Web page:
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in circulation is not redeeming its circulating notes in lawful money of the United States.

LIST OF STOCKHOLDERS,

all times and sent

Sec. 40. And be it further enacted, That the president and List of stockhold

ers to be kept at cashier of every such association shall cause to be kept at all times a full and correct list of the names and residences to Comptroller

annually. of all the shareholders in the association, and the number of shares held by each, in the office where its business is transacted; and such list shall be subject to the inspection of all the shareholders and creditors of the association, and the officers authorized to assess taxes under State authority, during business hours of each day in which business may be legally transacted; and a copy of such list, on the first Monday of July in each year, verified by the oath of such president or cashier, shall be transmitted to the Comptroller of the Currency.

PLATES AND DIES_TAXES.

Sec. 41. And be it further enacted, That the plates and Plates and lies, special dies to be procured by the Comptroller of the Cur- how kept. rency for the printing of such circulating notes shall remain under his control and direction, and the expenses necessarily incurred in executing the provisions of this act respecting the procuring of such notes, and all other expenses of the bureau, shall be paid out of the proceeds of the taxes or duties now or hereafter to be assessed on the circulation, and collected from associations organized under this act.

And in lieu of all existing taxes, every association shall Duties or taxes to pay to the Treasurer of the United States, in the months of be paid by banks. January and July, a duty 15 of one-half of one per centum each half year from and after the first day of January, eighteen hundred and sixty-four, upon the average amount of its notes in circulation, and a duty of one-quarter of one per centum each half year upon the average amount of its deposits, and a duty of one-quarter of one per centum each half year, as aforesaid, on the average amount of its capital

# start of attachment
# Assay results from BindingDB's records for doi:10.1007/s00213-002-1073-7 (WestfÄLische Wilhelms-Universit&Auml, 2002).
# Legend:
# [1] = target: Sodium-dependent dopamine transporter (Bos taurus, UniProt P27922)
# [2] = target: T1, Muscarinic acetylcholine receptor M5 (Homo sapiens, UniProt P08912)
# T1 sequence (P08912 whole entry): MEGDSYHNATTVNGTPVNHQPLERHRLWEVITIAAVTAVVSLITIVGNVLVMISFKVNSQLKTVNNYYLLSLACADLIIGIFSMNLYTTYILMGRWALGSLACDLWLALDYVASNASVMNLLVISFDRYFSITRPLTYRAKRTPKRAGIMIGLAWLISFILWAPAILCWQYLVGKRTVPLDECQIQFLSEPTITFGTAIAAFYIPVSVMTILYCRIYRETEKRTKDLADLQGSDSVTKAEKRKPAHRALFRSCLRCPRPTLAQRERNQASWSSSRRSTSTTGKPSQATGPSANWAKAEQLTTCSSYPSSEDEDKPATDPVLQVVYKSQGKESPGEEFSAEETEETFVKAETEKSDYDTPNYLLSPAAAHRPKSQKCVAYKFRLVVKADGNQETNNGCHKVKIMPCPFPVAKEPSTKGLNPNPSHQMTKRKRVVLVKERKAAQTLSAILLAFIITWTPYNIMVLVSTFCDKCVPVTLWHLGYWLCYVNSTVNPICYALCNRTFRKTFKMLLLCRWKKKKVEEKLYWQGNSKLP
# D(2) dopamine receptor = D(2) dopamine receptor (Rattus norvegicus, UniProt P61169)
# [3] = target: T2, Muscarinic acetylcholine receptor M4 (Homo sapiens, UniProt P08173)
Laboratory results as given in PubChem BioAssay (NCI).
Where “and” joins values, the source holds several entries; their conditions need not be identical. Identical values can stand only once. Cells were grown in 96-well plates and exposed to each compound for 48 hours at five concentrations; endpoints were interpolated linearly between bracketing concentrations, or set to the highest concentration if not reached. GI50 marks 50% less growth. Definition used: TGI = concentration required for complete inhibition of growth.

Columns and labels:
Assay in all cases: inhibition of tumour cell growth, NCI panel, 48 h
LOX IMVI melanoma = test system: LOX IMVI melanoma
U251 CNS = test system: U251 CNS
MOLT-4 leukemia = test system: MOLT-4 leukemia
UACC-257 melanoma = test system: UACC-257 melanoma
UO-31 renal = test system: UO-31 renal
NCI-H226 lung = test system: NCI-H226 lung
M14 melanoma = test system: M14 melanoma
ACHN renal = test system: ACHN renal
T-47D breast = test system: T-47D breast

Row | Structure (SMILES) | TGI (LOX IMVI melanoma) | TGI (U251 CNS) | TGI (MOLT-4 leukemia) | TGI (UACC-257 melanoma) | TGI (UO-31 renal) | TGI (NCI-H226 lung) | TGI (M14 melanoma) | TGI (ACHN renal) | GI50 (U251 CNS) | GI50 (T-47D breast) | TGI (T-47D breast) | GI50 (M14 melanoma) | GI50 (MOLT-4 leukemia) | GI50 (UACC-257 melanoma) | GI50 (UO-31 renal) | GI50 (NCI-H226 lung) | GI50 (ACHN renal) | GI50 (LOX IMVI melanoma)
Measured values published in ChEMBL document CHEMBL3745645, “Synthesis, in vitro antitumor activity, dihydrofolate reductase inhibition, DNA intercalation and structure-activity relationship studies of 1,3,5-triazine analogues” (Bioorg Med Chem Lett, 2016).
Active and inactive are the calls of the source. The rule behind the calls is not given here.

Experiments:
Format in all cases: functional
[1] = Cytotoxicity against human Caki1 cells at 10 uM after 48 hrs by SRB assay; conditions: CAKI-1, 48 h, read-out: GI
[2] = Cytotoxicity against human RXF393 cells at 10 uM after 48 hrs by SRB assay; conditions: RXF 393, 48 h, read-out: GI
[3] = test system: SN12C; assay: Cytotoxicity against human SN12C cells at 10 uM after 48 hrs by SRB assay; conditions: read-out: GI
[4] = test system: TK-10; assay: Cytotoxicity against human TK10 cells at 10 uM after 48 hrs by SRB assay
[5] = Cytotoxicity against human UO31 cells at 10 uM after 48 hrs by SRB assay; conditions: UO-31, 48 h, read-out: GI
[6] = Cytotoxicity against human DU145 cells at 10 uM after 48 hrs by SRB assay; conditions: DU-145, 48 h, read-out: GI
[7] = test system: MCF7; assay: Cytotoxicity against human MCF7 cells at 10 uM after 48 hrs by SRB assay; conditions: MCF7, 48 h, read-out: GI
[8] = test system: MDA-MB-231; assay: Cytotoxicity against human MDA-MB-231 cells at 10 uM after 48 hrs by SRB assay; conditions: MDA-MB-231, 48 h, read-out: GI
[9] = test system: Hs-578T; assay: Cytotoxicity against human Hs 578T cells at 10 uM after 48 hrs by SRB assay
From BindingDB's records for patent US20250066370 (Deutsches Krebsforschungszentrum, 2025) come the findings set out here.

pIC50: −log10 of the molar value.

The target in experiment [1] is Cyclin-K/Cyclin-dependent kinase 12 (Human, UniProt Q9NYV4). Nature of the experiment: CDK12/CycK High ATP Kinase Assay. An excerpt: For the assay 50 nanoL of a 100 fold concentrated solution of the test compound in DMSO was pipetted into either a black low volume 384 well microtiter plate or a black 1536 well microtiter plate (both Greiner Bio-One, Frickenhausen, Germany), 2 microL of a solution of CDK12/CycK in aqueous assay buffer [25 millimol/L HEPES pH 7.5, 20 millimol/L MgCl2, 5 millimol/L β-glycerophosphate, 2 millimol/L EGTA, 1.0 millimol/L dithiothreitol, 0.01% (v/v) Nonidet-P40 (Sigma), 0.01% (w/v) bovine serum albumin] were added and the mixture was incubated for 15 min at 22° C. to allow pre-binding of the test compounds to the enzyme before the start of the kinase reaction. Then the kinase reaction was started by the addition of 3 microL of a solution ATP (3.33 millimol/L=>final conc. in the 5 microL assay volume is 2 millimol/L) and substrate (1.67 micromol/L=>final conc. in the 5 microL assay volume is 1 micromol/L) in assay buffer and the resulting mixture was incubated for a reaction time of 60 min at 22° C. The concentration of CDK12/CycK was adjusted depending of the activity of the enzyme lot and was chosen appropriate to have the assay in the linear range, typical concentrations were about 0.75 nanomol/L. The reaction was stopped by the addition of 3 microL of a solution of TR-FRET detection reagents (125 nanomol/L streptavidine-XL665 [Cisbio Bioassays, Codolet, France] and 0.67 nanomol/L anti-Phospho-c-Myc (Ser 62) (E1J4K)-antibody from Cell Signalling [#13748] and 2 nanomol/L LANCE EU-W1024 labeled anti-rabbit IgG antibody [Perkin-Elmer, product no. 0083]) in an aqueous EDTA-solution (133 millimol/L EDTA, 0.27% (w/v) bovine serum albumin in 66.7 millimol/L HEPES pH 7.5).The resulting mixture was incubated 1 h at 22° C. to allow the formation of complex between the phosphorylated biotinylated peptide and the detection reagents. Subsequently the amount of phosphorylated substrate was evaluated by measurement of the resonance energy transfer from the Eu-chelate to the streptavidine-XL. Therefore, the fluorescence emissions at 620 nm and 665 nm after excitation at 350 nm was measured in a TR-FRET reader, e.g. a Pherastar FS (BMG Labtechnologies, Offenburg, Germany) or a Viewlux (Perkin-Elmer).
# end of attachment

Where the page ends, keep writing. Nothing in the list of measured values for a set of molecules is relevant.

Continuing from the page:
15. The regulations and instructions of the Treasury Department in relation to the payment of taxes and duties by banks may be found at the end of the banking laws printed in this volume.

Semi-annual re. turns,

stock beyond the amount invested in United States bonds; and in case of default in the payment thereof by any association, the duties aforesaid may be collected in the manner provided for the collection of United States duties of other corporations, or the Treasurer may reserve the amount of said duties out of the interest, as it may become due on the bonds deposited with him by such defaulting association.

And it shall be the duty of each association, within ten days from the first days of January and July of each year, to make a return, under the oath of its president or cashier, to the Treasurer of the United States, in such form as he may prescribe, of the average amount of its notes in circulation, and of the average amount of its deposits, and of the average amount of its capital stock, beyond the amount invested in United States bonds, for the six months next preceding said first days of January and July as aforesaid, and in default of such return, and for each default thereof,

each defaulting association shall forfeit and pay to the Penalty for de United States the sum of two hundred dollars, to be col

lected either out of the interest as it may become due such association on the bonds deposited with the Treasurer, or, at his option, in the manner in which penalties are to be collected of other corporations under the laws of the United States; and in case of such default the amount of the duties to be paid by such association shall be assessed upon the amount of notes delivered to such association by the Comptroller of the Currency, and upon the highest amount of its deposits and capital stock, to be ascertained in such other manner as the Treasurer may deem best:

Provided, That nothing in this act shall be construed to may be imposed prevent all the shares in any of the said associations, held